Read more »

Minding the gap: Georgia takes a page from UK’s innovation guidebook

by

Filed under: Development 2.0 Guest posts Social innovation

georgia's innovation team

Innovation in action: “…focusing on the processes not just the outcome, and putting citizens at the heart of its approach”

From county councils to government departments, institutions in the UK are thinking more and more about how to develop innovative solutions to the key problems faced by their citizens.

Increased fiscal pressures and heightened citizen expectations means doing more with less.

The conventional stereotype of a public servant being resistant to innovation and prone to inertia is totally out of date.

Read more »

Thinking differently: Nudging in Belarus

by

Filed under: Development 2.0 Social innovation

simon's visit to belarus

Simon Ruda in Belarus: Read how the UK Government is nudging people to pay their taxes

A good friend, a professor and doctor, once told me:

“The longer I live, the more I realize how complex and strange people’s behaviour is. Actually, it seems that no one really knows why human beings do what they do.”

I agree with him to a certain extent. People do often behave inconsistently, and the human mind remains the most undiscovered and mysterious place on the planet.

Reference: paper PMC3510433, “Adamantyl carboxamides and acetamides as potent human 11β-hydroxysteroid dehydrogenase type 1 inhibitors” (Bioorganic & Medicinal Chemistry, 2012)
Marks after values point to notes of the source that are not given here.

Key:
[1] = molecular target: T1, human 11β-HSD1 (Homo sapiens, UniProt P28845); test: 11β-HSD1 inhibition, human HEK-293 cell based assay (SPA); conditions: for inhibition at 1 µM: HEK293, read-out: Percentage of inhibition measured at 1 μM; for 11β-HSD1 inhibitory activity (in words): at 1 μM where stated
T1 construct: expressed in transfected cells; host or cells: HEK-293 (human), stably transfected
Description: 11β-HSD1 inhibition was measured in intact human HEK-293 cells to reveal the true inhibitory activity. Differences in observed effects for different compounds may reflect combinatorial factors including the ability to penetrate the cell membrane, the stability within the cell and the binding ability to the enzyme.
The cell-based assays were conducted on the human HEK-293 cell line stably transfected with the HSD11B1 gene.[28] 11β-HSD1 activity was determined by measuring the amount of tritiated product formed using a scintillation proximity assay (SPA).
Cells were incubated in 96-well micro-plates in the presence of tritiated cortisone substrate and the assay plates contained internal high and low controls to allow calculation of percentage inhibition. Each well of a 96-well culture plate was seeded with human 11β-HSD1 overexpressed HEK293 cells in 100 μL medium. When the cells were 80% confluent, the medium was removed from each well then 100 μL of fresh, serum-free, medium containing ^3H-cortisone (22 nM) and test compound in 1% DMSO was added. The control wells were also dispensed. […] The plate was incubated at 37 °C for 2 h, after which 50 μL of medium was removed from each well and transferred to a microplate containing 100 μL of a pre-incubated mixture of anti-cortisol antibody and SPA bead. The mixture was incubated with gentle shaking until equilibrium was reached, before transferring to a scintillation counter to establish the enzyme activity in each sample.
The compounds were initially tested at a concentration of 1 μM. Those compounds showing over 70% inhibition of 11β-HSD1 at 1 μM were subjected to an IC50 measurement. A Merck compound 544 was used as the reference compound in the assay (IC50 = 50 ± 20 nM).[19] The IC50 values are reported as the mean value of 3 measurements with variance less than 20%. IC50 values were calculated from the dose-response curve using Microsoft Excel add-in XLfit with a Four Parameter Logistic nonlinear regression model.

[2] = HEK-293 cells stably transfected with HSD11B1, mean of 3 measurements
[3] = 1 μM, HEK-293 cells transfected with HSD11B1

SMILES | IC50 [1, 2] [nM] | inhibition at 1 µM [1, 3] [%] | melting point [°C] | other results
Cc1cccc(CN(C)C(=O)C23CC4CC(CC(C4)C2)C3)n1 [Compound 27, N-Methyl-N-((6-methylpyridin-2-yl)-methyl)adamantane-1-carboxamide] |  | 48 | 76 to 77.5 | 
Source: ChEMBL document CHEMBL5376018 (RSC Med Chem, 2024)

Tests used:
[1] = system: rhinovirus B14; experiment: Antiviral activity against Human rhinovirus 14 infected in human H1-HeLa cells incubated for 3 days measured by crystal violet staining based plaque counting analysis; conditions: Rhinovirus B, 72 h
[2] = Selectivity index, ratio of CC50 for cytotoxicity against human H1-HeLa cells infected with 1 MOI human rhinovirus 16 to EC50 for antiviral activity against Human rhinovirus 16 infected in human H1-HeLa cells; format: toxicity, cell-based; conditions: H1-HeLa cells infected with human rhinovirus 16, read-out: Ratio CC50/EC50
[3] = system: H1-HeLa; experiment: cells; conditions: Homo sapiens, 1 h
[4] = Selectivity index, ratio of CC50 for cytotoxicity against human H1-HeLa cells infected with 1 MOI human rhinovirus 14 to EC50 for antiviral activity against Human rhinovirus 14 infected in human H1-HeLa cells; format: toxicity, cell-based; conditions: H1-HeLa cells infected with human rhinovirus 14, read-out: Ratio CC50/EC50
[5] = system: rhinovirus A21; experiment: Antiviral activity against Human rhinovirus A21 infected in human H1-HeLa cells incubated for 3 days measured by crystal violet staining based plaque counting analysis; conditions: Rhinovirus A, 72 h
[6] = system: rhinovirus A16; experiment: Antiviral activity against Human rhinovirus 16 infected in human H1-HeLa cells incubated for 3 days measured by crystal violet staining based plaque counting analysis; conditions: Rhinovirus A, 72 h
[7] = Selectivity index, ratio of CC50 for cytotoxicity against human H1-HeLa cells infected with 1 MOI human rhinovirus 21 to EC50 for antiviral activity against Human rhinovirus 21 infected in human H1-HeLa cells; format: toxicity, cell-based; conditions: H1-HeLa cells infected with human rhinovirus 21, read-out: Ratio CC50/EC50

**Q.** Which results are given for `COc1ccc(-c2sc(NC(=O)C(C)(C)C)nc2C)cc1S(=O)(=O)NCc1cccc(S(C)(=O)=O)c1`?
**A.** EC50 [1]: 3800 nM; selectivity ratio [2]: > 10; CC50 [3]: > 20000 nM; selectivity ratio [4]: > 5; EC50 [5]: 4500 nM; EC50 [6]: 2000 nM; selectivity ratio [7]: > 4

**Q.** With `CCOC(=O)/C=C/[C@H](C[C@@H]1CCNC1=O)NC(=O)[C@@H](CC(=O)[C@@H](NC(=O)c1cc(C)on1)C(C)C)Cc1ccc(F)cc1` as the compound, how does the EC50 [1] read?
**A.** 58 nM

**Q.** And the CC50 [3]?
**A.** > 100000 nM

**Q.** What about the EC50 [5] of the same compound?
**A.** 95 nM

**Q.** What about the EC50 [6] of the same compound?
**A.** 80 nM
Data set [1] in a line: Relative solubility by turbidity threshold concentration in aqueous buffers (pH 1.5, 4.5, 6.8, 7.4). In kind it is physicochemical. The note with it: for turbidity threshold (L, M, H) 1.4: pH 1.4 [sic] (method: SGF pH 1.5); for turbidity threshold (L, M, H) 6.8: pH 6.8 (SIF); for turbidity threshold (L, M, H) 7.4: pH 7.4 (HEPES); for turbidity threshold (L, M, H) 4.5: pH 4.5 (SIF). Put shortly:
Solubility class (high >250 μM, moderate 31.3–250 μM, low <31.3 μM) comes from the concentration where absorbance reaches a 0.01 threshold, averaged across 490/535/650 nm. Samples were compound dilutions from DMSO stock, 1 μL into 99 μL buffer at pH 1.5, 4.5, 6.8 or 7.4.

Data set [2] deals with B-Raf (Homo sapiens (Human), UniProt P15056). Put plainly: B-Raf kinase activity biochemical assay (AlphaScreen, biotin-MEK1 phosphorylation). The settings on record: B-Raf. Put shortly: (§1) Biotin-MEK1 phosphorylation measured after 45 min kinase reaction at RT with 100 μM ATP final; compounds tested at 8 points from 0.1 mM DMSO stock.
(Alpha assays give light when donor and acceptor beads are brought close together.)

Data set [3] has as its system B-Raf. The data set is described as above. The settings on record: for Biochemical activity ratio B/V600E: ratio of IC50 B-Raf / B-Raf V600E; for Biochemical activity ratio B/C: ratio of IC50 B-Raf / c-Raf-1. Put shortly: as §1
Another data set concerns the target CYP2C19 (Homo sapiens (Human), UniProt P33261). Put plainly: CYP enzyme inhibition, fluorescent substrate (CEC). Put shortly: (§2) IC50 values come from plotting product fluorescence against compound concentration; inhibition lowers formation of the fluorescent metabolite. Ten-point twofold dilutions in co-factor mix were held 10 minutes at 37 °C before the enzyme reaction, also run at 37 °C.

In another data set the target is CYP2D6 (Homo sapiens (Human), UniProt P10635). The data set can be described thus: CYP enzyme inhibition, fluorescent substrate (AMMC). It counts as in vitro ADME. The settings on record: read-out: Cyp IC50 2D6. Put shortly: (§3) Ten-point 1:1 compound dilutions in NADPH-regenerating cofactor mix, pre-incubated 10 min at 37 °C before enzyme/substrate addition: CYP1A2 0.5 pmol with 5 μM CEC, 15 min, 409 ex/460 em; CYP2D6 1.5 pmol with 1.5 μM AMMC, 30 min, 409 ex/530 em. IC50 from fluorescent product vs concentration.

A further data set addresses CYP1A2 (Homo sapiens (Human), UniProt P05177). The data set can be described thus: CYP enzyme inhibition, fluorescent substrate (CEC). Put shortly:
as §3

But if we are brave enough to make the journey, what we discover is an invaluable resource that can help us understand why people behave the way they do.

It can also help steer them towards the choices that may benefit them, and the society at large.

Read more »

From cocoons comes silk: Sustainable tourism and the women of Misi

by

Filed under: Development Social inclusion

village women do traditional sewing

Read about more of the sustainable tourism projects that we are supporting

The small, charming village of Misi, with its 1,200 residents and ancient history, has great potential for attracting visitors from nearby Bursa, the fourth largest city in the country.

In fact, over 2,500 tourists now visit the village every weekend.

Read more »